Tuesday, September 9, 2008

Trying to Find the Balance

Kayla Frank

To draw the line between what is considered a principle and what is considered a rule, as Dworkin does, is to show the difference between ideals and facts, or at least logically backed thought. Principles are very nice oughts, they possess a kind of dream land quality that creeps towards moral debate, and starts grappling with right and wrong. Rules on the other hand tend to be more cut and dry, less arbitrary, and also keep more distance from moral questions. That is not to say that rules do not attempt to control behavior or that they favor certain actions over others, but that rules are more concrete and a great deal of the time are geared towards action. Rules have a plan; they offer a systematic approach to accomplishing the goal that may not be necessarily laid out within them, but they are fairly independently conclusive. Principles on the other hand have to be weighed. Some things are considered better objectives than others. This ordering of what is a more just or a more beneficial outcome can lead to inconsistency within the application of rules, but on the other side of that, always enforcing rules no matter the consequences hardly seems the best approach. Rules do not leave a lot of wiggle room. That being said about rules, I do not think that law should be without principle.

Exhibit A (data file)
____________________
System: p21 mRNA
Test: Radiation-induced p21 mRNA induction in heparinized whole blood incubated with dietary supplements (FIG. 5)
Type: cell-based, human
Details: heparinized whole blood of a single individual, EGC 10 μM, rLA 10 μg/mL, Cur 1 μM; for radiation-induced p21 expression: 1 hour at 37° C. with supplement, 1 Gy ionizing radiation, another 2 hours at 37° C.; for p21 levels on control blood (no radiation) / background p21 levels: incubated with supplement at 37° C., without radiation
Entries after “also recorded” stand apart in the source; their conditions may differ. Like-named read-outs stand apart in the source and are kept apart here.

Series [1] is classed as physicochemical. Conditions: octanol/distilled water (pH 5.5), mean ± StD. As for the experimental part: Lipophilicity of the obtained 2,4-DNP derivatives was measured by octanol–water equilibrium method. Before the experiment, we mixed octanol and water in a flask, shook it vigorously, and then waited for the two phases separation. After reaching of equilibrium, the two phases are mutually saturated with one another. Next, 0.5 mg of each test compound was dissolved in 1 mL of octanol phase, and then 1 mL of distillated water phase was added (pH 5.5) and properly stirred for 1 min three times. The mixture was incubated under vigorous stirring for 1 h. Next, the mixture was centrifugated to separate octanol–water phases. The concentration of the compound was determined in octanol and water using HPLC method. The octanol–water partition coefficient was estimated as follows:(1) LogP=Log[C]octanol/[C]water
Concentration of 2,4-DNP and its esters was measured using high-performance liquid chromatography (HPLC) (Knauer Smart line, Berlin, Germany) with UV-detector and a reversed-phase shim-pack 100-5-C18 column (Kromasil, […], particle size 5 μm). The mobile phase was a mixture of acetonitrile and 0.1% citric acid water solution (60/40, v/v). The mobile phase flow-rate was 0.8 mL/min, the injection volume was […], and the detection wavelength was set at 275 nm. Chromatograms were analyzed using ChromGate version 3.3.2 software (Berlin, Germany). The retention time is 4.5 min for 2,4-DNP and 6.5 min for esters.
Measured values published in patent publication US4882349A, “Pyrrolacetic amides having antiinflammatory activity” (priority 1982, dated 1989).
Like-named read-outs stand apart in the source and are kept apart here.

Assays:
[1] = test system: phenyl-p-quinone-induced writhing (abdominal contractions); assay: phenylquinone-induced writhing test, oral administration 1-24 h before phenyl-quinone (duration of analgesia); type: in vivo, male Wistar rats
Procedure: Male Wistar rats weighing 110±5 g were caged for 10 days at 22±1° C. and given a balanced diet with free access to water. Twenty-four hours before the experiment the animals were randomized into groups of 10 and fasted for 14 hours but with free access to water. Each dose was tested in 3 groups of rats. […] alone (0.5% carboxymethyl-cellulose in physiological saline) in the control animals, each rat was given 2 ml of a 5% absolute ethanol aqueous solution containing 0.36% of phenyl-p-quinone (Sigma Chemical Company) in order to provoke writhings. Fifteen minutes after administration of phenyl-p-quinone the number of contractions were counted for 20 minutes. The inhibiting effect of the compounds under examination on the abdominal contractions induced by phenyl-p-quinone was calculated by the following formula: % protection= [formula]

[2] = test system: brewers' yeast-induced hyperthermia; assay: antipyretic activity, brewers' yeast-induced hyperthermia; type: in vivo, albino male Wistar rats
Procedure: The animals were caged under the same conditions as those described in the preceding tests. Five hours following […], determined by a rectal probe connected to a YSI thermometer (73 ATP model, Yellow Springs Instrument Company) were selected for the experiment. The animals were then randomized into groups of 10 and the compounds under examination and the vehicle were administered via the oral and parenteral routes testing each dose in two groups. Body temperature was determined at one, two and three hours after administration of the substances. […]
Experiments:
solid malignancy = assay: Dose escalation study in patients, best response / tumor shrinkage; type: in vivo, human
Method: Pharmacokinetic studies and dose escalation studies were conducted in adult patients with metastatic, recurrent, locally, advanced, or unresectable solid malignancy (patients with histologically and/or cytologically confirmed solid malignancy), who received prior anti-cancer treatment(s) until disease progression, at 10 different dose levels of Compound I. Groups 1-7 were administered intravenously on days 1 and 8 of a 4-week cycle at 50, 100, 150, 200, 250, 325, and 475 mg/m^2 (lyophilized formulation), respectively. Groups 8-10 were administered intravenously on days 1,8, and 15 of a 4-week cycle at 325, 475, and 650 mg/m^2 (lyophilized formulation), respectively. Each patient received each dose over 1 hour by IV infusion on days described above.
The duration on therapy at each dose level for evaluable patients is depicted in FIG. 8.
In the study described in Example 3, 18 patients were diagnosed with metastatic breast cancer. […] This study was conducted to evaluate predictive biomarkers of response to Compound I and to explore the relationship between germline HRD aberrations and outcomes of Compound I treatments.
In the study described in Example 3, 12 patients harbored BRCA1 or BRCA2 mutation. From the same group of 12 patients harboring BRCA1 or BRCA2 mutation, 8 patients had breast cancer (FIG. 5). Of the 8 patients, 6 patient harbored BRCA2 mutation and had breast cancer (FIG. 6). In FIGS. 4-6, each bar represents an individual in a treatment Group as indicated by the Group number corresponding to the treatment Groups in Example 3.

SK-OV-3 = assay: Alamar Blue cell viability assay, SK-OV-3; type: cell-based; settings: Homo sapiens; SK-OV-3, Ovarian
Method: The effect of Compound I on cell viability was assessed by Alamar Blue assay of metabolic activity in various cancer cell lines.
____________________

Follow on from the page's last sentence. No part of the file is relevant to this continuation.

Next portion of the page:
1 comment:

The Kinetic Peripatetic said...

Principles don't have to be so abstract and dreamy. The Bill of Rights is full of principles. The main thing is that principles form the basis for rules- they justify rules. No principles, then no justification for rules. I think you are right to criticize principles insofar as principles without rules make for an empty legal system.